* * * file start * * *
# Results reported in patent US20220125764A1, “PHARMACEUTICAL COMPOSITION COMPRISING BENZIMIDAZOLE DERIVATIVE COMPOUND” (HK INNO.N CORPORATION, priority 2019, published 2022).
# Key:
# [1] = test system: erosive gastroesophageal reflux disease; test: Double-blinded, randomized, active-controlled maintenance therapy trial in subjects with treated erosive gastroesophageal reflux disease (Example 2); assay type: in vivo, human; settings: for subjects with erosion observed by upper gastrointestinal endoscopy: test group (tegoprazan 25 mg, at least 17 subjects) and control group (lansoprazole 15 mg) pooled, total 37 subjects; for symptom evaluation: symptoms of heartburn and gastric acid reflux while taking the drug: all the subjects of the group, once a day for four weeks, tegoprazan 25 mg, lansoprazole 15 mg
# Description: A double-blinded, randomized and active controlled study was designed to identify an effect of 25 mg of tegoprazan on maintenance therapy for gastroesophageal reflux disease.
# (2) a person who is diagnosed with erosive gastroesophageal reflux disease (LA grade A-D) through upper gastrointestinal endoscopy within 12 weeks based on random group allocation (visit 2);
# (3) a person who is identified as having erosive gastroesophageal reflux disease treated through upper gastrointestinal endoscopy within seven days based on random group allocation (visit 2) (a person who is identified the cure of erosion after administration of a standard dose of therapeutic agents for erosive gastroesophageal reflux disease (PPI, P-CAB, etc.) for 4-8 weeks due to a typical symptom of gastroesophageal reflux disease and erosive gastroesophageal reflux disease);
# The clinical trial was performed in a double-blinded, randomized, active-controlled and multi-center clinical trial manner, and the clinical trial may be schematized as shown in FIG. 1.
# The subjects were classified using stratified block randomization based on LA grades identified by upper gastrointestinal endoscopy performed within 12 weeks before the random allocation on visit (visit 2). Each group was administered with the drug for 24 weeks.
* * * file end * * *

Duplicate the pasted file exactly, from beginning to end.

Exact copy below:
# Results reported in patent US20220125764A1, “PHARMACEUTICAL COMPOSITION COMPRISING BENZIMIDAZOLE DERIVATIVE COMPOUND” (HK INNO.N CORPORATION, priority 2019, published 2022).
# Key:
# [1] = test system: erosive gastroesophageal reflux disease; test: Double-blinded, randomized, active-controlled maintenance therapy trial in subjects with treated erosive gastroesophageal reflux disease (Example 2); assay type: in vivo, human; settings: for subjects with erosion observed by upper gastrointestinal endoscopy: test group (tegoprazan 25 mg, at least 17 subjects) and control group (lansoprazole 15 mg) pooled, total 37 subjects; for symptom evaluation: symptoms of heartburn and gastric acid reflux while taking the drug: all the subjects of the group, once a day for four weeks, tegoprazan 25 mg, lansoprazole 15 mg
# Description: A double-blinded, randomized and active controlled study was designed to identify an effect of 25 mg of tegoprazan on maintenance therapy for gastroesophageal reflux disease.
# (2) a person who is diagnosed with erosive gastroesophageal reflux disease (LA grade A-D) through upper gastrointestinal endoscopy within 12 weeks based on random group allocation (visit 2);
# (3) a person who is identified as having erosive gastroesophageal reflux disease treated through upper gastrointestinal endoscopy within seven days based on random group allocation (visit 2) (a person who is identified the cure of erosion after administration of a standard dose of therapeutic agents for erosive gastroesophageal reflux disease (PPI, P-CAB, etc.) for 4-8 weeks due to a typical symptom of gastroesophageal reflux disease and erosive gastroesophageal reflux disease);
# The clinical trial was performed in a double-blinded, randomized, active-controlled and multi-center clinical trial manner, and the clinical trial may be schematized as shown in FIG. 1.
# The subjects were classified using stratified block randomization based on LA grades identified by upper gastrointestinal endoscopy performed within 12 weeks before the random allocation on visit (visit 2). Each group was administered with the drug for 24 weeks.